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As promised, there’s another installment of The Poetry of Glenn Beck over at Salon.

I must take a moment to apologize to Mr. Beck:  I spent the whole of the previous post spelling his name wrong.  Clearly, just one ‘n’ is just not enough to contain Glenn Beck.


meatballs from the furniture store

I’m always wary of Salon–politically, I’m generally in synch with them, but I find nearly eighty percent of their content infuriating (and, as regards the other twenty percent, I always make the mistake of looking at the comments, which are invariably nauseating).  It’s like a bad relationship, really:  I just keep going back, and I keep getting hurt.

Happily, the always-wonderful Kyrie O’Connor went and spotted The Poetry of Glen Beck (arranged by Hart Seely and Tom Peyer) for us, and it really makes up for months of heartbreak.  Beck is a total nutcase, and he represents pretty much the worst America has to offer, but laid out on the page, his words create an almost-lovely portrait of American right-wing paranoia, and it’s immensely more palatable than actually listening to him.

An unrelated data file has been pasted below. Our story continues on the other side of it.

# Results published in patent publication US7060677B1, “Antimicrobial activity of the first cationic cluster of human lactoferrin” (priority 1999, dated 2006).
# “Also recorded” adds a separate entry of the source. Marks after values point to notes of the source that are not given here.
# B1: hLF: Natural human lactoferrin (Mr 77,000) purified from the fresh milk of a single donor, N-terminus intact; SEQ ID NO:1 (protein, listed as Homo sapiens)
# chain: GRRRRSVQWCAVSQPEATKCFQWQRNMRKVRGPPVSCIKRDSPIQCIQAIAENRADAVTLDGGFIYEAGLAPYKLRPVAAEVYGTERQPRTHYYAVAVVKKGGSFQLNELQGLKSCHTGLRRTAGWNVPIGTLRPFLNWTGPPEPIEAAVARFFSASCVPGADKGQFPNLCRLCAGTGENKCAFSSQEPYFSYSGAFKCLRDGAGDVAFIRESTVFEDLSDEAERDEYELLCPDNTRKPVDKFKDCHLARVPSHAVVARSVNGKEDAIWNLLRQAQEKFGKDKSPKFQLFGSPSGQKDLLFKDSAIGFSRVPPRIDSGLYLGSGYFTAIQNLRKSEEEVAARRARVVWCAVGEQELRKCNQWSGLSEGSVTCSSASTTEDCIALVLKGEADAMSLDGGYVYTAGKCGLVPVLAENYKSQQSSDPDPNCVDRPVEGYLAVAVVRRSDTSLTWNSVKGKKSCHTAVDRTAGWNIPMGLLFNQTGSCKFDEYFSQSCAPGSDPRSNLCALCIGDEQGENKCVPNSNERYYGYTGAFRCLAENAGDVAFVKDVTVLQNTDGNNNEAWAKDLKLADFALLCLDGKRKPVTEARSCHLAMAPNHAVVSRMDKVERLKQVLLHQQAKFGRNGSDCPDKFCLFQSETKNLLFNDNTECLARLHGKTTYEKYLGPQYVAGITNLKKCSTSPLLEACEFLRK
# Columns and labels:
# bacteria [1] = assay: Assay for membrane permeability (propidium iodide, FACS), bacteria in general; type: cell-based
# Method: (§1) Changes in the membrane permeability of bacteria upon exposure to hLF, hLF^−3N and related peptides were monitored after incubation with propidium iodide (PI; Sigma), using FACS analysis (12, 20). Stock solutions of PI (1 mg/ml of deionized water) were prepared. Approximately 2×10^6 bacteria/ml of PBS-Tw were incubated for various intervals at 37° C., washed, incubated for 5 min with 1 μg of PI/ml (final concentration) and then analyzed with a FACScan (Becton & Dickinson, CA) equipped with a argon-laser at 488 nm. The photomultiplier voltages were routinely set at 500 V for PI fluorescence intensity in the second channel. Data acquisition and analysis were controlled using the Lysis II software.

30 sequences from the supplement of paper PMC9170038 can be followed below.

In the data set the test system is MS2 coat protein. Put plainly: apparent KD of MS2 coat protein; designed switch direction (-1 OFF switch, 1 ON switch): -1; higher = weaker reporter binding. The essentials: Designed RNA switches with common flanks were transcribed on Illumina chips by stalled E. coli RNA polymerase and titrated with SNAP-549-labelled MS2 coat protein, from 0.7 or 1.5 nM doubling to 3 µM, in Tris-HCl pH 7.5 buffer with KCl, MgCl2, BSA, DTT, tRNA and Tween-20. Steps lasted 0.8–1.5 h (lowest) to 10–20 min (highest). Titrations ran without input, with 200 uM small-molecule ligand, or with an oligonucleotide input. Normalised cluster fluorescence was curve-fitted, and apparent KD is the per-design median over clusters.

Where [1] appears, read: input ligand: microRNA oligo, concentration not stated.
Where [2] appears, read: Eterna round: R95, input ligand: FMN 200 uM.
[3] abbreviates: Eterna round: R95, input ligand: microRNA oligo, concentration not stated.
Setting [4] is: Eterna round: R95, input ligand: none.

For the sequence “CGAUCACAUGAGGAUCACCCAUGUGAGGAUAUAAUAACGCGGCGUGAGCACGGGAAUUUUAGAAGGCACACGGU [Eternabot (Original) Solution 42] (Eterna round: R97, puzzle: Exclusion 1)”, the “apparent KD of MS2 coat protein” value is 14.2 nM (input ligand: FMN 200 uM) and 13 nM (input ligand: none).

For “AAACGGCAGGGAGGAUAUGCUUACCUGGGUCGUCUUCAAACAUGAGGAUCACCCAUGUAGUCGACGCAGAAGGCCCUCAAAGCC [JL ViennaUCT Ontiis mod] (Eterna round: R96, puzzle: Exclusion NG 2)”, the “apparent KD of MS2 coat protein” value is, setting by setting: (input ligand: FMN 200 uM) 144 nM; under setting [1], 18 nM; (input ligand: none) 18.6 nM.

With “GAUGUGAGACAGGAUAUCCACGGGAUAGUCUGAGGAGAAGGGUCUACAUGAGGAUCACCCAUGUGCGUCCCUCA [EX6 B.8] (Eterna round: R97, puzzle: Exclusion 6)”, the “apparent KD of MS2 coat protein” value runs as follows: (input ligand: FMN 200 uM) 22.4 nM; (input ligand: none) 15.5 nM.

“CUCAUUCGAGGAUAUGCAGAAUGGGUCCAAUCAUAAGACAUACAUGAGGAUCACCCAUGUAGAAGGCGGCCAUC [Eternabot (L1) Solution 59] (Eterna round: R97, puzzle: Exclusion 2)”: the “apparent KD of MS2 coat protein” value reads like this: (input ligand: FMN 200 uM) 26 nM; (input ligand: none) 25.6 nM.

It (the Poetry, not the lunacy) reminds of me Anna Deavere Smith’sTwilight: Los Angeles project, in which she interviewed a couple dozen Angelenos about the 1992 LA Riots and their aftermath.  Word for word, she built their responses into poetic monologues, and then took them on tour as a one-woman show, as well as making a film version.  Like “The Poetry of Glen Beck”, Twilight turns a collection of unstructured human thoughts and words into a poetically coherent, readable and enjoyable portrait of a nation struggling with its own cultural dysfunction.

I like Beck better this way.  He’s a much better accidental poet than he is a pundit.  Salon promises more tomorrow, I’ll let you know if it’s as good as the first batch.


(* Yes, she’s also President Bartlet’s National Security Advisor.)